Amberboa moschata

(Linnaeus) de Candolle in A. P. de Candolle and A. L. P. P. de Candolle

in A. P. de Candolle and A. L. P. P. de Candolle, Prodr.6: 560. 1838

Common names: Sweet-sultan
Basionyms: Centaurea moschata
Found in FNA Volume 19. Treatment on page 173.
FNA19 P09 Arctium minus.jpeg
Stems with slender branches. Leaf blades oblanceolate, 10–25 cm, margins dentate to lyrate-pinnatifid; cauline blades linear to lanceolate, margins dentate to pinnately dissected into linear-lanceolate segments. Heads long-pedunculate, ca. 5 cm diam. Involucres thinly hairy. Phyllaries green, rounded, outer scarious margined, inner with oblong, scarious appendages. Florets fragrant; outer conspicuously expanded, many lobed. Cypselae dark brown, 3.5–4 mm, glabrous; pappus scales 3.5–4 mm. 2n = 32 (from cultivated material).

Phenology: Flowering winter–early summer (Jan–Jul).
Habitat: Escaped or persistent from cultivation in disturbed sites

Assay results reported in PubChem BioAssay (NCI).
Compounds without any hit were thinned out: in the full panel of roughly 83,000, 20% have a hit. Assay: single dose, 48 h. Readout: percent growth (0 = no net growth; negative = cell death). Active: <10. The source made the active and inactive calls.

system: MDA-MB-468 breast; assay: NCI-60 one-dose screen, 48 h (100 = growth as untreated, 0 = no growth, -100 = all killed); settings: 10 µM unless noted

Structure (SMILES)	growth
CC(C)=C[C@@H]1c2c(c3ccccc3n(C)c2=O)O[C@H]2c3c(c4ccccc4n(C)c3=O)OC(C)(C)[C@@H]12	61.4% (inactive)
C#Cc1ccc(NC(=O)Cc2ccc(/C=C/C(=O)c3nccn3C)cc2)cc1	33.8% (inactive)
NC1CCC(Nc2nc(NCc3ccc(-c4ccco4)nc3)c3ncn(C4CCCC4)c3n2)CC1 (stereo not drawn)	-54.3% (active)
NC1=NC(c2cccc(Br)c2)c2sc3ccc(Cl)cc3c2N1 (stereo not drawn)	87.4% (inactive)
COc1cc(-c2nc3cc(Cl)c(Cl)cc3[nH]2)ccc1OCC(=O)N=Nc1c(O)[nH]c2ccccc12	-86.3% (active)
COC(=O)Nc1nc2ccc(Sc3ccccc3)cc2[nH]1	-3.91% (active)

Elevation: 0–1200 m

Distribution

Introduced; B.C., c Asia.

Discussion

British Columbia is cited on the basis of a 1936 collection from ballast in Vancouver. Amberboa moschata has been reported from California, Illinois, Indiana, Iowa, Maine, and Utah; I have not seen specimens from those states.

Amberboa moschata has been cultivated as a garden ornamental since the 1600s. It occasionally grows as a casual garden escape in the United States and southern Canada. Wild forms of Amberboa moschata from Turkey and Armenia are described (E. Gabrielian and C. E. Jarvis 1996) as having pink or lilac marginal flowers, and a closely related species A. amberboi from central Asia as yellow-flowered. Corollas in garden forms are white, pink, purple, or yellow.

References

None.

Facts about "Amberboa moschata"
AuthorDavid J. Keil +
BasionymCentaurea moschata +
Common nameSweet-sultan +
Elevation0–1200 m +
HabitatEscaped or persistent from cultivation in disturbed sites +
IllustratorJohn Myers +
PhenologyFlowering winter–early summer (Jan–Jul). +
ReferenceNone +
Taxon nameAmberboa moschata +
Taxon parentAmberboa +
Taxon rankspecies +
VolumeVolume 19 +